In a perfect world, mothers would be educated that antidepressants are detrimental to the health of their unborn or nursing child. People would be told that antidepressants have only been shown to be more effective than a placebo in the most severely depressed people, and that the laundry list of side effects make these drugs an obsolete treatment for depression.

    This information will never find its way to consumers, at least not from the present day medical community. Some estimate this would remove hundreds of billions of dollars in revenue from the North American medical system alone.

    I must confess, in my world, I was completely ignorant of this information. I always had my hunches, but the medical community was always quick to reassure us that Christiane taking Effexor was the best and completely safe. We trusted them.

    I must confess, even if I had been cognizant of the data, we’ve been programmed to have this “It won’t happen to me” attitude.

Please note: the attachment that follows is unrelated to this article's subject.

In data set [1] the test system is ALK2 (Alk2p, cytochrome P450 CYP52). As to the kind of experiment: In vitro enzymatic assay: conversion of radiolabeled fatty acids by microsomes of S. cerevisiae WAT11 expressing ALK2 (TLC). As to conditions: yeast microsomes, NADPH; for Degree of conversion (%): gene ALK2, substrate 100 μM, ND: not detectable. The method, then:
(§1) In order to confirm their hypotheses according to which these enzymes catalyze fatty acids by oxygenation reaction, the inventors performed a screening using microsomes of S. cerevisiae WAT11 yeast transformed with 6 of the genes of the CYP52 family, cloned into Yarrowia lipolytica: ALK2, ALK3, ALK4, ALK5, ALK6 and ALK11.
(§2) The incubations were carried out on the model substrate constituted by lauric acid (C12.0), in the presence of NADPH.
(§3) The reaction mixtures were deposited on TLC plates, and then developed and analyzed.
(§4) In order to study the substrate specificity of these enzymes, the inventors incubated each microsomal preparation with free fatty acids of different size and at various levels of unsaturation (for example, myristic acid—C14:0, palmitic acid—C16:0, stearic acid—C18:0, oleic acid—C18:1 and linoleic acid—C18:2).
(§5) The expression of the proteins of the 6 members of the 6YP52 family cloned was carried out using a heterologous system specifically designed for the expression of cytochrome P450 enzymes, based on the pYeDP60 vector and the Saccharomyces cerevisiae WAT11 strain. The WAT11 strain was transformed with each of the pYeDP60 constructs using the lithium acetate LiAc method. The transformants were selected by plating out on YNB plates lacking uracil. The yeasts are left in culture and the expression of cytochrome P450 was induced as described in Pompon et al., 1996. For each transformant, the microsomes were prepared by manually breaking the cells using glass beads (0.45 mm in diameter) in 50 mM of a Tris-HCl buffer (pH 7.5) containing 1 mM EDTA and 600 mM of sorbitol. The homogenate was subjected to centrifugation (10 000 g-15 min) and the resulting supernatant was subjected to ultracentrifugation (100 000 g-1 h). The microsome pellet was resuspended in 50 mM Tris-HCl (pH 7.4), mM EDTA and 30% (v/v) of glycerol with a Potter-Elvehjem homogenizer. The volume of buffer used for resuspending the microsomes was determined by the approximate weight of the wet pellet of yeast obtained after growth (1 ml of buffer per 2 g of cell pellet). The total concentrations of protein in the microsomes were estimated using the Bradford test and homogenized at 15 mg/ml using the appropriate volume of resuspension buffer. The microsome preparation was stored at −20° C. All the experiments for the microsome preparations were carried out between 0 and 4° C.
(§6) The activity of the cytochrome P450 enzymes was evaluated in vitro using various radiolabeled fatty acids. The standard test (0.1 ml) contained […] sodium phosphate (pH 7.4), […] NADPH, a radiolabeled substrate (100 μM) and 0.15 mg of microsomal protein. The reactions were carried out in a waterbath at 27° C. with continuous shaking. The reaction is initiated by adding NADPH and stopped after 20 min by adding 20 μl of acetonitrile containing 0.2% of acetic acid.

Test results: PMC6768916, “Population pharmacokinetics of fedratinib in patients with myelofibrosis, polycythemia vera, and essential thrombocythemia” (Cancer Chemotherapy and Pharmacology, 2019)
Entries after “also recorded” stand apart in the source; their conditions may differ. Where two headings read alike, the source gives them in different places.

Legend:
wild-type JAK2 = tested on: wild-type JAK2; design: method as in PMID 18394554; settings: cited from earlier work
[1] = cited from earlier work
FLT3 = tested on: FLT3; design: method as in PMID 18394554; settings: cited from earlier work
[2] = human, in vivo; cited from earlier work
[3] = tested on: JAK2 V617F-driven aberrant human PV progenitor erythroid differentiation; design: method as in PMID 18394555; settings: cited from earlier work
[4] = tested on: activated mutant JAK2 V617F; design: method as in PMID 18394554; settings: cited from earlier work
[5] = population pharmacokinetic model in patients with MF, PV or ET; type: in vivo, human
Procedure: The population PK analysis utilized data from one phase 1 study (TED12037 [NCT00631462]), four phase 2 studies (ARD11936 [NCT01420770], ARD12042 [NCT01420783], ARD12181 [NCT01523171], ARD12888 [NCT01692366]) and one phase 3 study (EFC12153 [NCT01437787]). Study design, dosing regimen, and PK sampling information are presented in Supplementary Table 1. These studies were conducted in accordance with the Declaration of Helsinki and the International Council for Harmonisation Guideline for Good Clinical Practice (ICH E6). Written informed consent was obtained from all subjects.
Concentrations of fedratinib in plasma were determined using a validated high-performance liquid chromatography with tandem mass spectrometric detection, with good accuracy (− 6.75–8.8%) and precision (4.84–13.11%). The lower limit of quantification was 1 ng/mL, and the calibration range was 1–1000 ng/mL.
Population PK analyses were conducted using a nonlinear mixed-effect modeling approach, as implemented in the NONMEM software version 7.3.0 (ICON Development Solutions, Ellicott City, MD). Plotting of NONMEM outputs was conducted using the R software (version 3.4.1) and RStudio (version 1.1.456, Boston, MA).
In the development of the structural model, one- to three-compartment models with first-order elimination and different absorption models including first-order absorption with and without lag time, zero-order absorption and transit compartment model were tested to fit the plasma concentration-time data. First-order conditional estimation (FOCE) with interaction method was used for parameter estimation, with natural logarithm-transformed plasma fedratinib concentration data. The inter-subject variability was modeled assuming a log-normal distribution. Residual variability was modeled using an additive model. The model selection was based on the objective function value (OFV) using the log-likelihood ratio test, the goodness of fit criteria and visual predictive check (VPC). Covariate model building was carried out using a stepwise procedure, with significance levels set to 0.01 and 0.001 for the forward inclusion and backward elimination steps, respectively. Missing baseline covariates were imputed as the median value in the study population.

Even to this day we encounter women, that in one breath tell us how heart breaking our story is, but continue in their next breath by saying something like “I took them during my pregnacy, and they really worked for me.”

    Statistics. That’s the word for people like us. We are unfortunate members of that group that is the “Less than 1%” that suffer “death related adverse effects”.

    Well, the word statistics, would indicate that somebody was actually keeping track of this information. Nobody is. However, conservative estimates put the numbers cosiderably higher.

    “Less than 1%” sounds acceptible right. That’s at least what I thought. In North America, there are over 30 million individual people prescribed antidepressants annually, so I will be conservative and use the figure of 30,000,000. Again I will be coservative and say that your chance of dying or causing your childs death is 1/10th of 1%.